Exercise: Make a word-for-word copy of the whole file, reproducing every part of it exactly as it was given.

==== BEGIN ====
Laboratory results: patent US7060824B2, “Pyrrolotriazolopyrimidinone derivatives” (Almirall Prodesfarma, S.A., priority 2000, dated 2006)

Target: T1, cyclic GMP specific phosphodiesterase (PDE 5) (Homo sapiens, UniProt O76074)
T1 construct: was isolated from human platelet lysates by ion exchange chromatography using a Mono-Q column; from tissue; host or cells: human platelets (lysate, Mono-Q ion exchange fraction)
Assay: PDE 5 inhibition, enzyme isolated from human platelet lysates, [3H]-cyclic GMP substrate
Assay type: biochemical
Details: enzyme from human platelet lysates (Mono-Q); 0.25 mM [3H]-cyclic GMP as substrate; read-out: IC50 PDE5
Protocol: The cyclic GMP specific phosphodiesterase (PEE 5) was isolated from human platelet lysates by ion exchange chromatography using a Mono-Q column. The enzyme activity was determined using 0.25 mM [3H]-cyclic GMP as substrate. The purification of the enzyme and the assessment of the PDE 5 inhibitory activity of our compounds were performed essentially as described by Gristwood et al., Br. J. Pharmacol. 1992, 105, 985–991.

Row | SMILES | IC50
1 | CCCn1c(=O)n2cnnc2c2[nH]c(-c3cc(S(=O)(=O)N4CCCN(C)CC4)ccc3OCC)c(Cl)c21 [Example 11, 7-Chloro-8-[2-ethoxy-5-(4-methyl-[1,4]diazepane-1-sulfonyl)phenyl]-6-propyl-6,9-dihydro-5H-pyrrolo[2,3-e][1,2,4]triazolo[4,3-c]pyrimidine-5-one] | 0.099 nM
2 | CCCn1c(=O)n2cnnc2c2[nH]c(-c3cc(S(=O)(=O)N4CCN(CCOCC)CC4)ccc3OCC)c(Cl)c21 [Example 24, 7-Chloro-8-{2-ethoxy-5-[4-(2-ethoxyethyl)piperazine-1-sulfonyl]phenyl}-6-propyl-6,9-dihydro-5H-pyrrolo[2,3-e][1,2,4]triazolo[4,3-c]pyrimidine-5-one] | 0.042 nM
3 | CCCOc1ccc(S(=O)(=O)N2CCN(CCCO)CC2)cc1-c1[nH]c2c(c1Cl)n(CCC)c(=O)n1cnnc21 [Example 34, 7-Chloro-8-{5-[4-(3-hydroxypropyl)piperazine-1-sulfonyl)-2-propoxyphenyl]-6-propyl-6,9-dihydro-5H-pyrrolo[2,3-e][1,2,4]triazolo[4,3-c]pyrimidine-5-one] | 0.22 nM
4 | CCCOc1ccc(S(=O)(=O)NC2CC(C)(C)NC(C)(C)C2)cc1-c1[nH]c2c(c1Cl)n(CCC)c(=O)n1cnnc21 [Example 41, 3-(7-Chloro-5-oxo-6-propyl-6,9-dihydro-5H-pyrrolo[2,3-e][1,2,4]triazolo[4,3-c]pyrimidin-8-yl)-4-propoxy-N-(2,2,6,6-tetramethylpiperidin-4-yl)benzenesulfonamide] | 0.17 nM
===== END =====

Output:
Laboratory results: patent US7060824B2, “Pyrrolotriazolopyrimidinone derivatives” (Almirall Prodesfarma, S.A., priority 2000, dated 2006)

Target: T1, cyclic GMP specific phosphodiesterase (PDE 5) (Homo sapiens, UniProt O76074)
T1 construct: was isolated from human platelet lysates by ion exchange chromatography using a Mono-Q column; from tissue; host or cells: human platelets (lysate, Mono-Q ion exchange fraction)
Assay: PDE 5 inhibition, enzyme isolated from human platelet lysates, [3H]-cyclic GMP substrate
Assay type: biochemical
Details: enzyme from human platelet lysates (Mono-Q); 0.25 mM [3H]-cyclic GMP as substrate; read-out: IC50 PDE5
Protocol: The cyclic GMP specific phosphodiesterase (PEE 5) was isolated from human platelet lysates by ion exchange chromatography using a Mono-Q column. The enzyme activity was determined using 0.25 mM [3H]-cyclic GMP as substrate. The purification of the enzyme and the assessment of the PDE 5 inhibitory activity of our compounds were performed essentially as described by Gristwood et al., Br. J. Pharmacol. 1992, 105, 985–991.

Row | SMILES | IC50
1 | CCCn1c(=O)n2cnnc2c2[nH]c(-c3cc(S(=O)(=O)N4CCCN(C)CC4)ccc3OCC)c(Cl)c21 [Example 11, 7-Chloro-8-[2-ethoxy-5-(4-methyl-[1,4]diazepane-1-sulfonyl)phenyl]-6-propyl-6,9-dihydro-5H-pyrrolo[2,3-e][1,2,4]triazolo[4,3-c]pyrimidine-5-one] | 0.099 nM
2 | CCCn1c(=O)n2cnnc2c2[nH]c(-c3cc(S(=O)(=O)N4CCN(CCOCC)CC4)ccc3OCC)c(Cl)c21 [Example 24, 7-Chloro-8-{2-ethoxy-5-[4-(2-ethoxyethyl)piperazine-1-sulfonyl]phenyl}-6-propyl-6,9-dihydro-5H-pyrrolo[2,3-e][1,2,4]triazolo[4,3-c]pyrimidine-5-one] | 0.042 nM
3 | CCCOc1ccc(S(=O)(=O)N2CCN(CCCO)CC2)cc1-c1[nH]c2c(c1Cl)n(CCC)c(=O)n1cnnc21 [Example 34, 7-Chloro-8-{5-[4-(3-hydroxypropyl)piperazine-1-sulfonyl)-2-propoxyphenyl]-6-propyl-6,9-dihydro-5H-pyrrolo[2,3-e][1,2,4]triazolo[4,3-c]pyrimidine-5-one] | 0.22 nM
4 | CCCOc1ccc(S(=O)(=O)NC2CC(C)(C)NC(C)(C)C2)cc1-c1[nH]c2c(c1Cl)n(CCC)c(=O)n1cnnc21 [Example 41, 3-(7-Chloro-5-oxo-6-propyl-6,9-dihydro-5H-pyrrolo[2,3-e][1,2,4]triazolo[4,3-c]pyrimidin-8-yl)-4-propoxy-N-(2,2,6,6-tetramethylpiperidin-4-yl)benzenesulfonamide] | 0.17 nM